~ notes from an uncommon journey ~

Dear Mayor



San Diego mayor Bob Filner has announced that he will declare June 28 (the first day of Camp Widow West 2013) Camp Widow Day! While that might not sound like the biggest deal, it could very well have positive outcomes not immediately apparent. (You'll see what I mean below.)

Soaring Spirits Loss Foundation, which puts on Camp Widow, has asked those who've benefitted from it to e-mail their thanks to the mayor. I have done so...and I thought I'd share that letter here as well:
Dear Mayor Filner,

Thank you so much for declaring June 28 Camp Widow Day!

I love that Camp Widow is getting this kind of recognition not just because this event has come to mean so much to me but also because: the more people who know about widowed support, the better.

Michele Neff Hernandez, founder of Soaring Spirits Loss Foundation and creator of Camp Widow, has spoken publicly about how she continually battles the stereotype that many in the media have regarding the widowed and discussing widowhood: that widows are solely little old ladies with rocking chairs, knitting, and grandchildren--and that talking about widowhood is only depressing. In a sense, one can hardly blame them: our culture simply does not deal well or even much at all with death and grief.

But here's the thing: it doesn't just happen to elderly women. It doesn't just happen to women. It doesn't just happen to married people (I myself am an unwedded widow). It doesn't just happen to straight people. Far too often people in these situations have their loss minimized and their relationship dismissed...as if somehow it doesn't mean as much just because one of these other factors was true. As one who's been told over and over that I am not really a widow because my fiance and I were not married when he passed, I could not appreciate Soaring Spirits' inclusiveness more.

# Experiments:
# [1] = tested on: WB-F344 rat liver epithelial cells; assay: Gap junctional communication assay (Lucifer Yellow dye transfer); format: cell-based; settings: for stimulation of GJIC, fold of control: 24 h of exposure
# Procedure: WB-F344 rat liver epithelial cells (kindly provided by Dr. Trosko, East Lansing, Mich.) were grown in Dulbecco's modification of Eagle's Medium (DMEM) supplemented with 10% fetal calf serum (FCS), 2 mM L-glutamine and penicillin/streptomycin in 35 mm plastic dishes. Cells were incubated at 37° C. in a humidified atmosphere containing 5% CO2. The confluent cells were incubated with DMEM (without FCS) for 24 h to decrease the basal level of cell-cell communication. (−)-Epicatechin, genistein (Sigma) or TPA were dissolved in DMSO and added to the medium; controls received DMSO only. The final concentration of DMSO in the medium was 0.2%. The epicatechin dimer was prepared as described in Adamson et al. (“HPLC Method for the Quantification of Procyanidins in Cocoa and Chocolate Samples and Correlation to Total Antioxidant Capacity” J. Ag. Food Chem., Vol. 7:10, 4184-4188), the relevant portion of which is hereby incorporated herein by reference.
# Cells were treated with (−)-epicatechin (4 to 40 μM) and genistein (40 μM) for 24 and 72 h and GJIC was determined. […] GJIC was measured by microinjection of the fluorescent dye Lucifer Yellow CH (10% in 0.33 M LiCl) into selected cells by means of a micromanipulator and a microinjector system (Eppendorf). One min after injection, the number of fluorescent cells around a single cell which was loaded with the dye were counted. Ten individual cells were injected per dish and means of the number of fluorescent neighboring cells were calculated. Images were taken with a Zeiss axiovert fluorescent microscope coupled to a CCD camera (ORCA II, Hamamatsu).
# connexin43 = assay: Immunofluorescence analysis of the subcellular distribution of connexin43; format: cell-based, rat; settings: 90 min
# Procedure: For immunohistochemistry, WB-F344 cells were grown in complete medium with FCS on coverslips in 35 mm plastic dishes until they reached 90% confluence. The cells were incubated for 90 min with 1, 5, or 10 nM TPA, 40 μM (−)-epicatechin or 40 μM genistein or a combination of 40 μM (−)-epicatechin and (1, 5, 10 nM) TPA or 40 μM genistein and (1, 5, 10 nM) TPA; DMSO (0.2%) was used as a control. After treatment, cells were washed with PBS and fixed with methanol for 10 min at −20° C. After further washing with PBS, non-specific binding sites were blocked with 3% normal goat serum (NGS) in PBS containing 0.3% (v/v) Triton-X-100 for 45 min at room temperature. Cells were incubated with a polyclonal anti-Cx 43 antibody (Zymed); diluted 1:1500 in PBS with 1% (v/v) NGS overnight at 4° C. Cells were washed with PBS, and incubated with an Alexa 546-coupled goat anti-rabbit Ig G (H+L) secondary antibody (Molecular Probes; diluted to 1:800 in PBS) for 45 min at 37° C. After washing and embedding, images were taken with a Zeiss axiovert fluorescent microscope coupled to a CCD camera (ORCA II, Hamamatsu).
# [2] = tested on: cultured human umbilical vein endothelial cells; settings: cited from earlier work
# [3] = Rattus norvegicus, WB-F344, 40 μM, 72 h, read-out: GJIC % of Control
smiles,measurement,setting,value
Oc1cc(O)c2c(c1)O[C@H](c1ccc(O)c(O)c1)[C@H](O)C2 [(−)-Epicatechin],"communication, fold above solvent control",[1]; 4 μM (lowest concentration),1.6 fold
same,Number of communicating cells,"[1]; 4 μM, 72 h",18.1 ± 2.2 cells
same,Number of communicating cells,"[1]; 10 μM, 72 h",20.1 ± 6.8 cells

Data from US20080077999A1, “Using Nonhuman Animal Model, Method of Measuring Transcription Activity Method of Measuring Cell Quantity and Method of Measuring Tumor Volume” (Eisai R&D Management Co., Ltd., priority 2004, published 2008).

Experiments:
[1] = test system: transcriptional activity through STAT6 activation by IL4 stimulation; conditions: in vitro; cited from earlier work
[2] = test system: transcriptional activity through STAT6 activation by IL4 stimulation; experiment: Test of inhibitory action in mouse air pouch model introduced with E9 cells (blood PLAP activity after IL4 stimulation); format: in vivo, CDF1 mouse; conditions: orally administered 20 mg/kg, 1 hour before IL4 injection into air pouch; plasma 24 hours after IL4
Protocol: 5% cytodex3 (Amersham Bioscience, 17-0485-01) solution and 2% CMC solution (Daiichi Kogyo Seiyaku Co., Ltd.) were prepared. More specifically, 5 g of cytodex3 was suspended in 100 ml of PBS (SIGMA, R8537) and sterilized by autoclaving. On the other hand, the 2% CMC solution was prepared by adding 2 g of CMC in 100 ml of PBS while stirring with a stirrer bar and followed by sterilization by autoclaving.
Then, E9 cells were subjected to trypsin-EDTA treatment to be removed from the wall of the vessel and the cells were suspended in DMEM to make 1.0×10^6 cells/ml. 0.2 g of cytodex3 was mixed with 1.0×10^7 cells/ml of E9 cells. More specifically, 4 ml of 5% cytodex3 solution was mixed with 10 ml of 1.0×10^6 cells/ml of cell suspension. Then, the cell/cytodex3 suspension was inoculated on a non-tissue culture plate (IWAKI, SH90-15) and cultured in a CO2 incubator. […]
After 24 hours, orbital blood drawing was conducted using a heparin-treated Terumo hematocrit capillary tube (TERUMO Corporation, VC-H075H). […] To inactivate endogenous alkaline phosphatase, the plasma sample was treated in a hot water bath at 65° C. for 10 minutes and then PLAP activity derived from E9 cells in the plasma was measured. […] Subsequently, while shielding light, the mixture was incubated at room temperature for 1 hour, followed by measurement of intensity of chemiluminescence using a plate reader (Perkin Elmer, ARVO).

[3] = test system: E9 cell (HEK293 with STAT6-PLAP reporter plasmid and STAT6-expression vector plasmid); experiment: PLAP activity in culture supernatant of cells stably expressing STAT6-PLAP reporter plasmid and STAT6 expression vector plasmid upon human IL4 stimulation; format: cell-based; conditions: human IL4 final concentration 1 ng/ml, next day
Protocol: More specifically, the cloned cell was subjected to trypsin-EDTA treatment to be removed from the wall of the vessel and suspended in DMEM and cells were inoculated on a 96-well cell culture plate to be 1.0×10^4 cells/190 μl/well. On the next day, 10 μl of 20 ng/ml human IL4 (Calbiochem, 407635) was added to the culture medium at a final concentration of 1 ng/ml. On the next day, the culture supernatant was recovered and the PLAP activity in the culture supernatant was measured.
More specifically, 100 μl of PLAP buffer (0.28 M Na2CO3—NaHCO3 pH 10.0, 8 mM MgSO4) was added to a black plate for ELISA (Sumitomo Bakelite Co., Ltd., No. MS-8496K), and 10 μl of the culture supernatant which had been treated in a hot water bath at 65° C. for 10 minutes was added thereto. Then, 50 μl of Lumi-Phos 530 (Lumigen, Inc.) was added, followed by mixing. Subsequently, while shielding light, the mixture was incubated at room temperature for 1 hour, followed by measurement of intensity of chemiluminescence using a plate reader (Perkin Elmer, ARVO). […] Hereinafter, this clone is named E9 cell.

And yes, clearly, a depressing thing has happened to us--among the most depressing things that can happen to a person. But the end of our partner's life doesn't have to mean the end of our own as well...as much as it can feel like it, for a long time. That is where Camp Widow comes in: to tell those on this journey, "You are not alone. Others are walking this road with you. And those of us who are farther along, we'll light the candle of hope for you until you can light it for yourself." That is precisely what Camp Widow was instrumental in doing for me. Besides which, the bond between widowed people is like nothing else. When you've all survived the worst, when you can speak your loved one's name without worry that the other person will be uncomfortable, when you "get" each other and don't have to explain...well, that's like gold.

Mayor Filner, your declaration can help to dispel these myths and to spread the word that help and hope are out there. and for that I thank you very much. As far as I'm concerned, if even one person who could benefit from it hears about Camp Widow (and other forms of widowed support) through this declaration, then every single bit of effort that went into the declaration will be worth it.

I have family who have lived in San Diego for many years, so I've been to your fair city many times--and love it. Now...I love it even more.

Photo source: City of San Diego - http://www.sandiego.gov/home/graphics/photomayor.jpg, Public Domain, https://commons.wikimedia.org/w/index.php?curid=30688829

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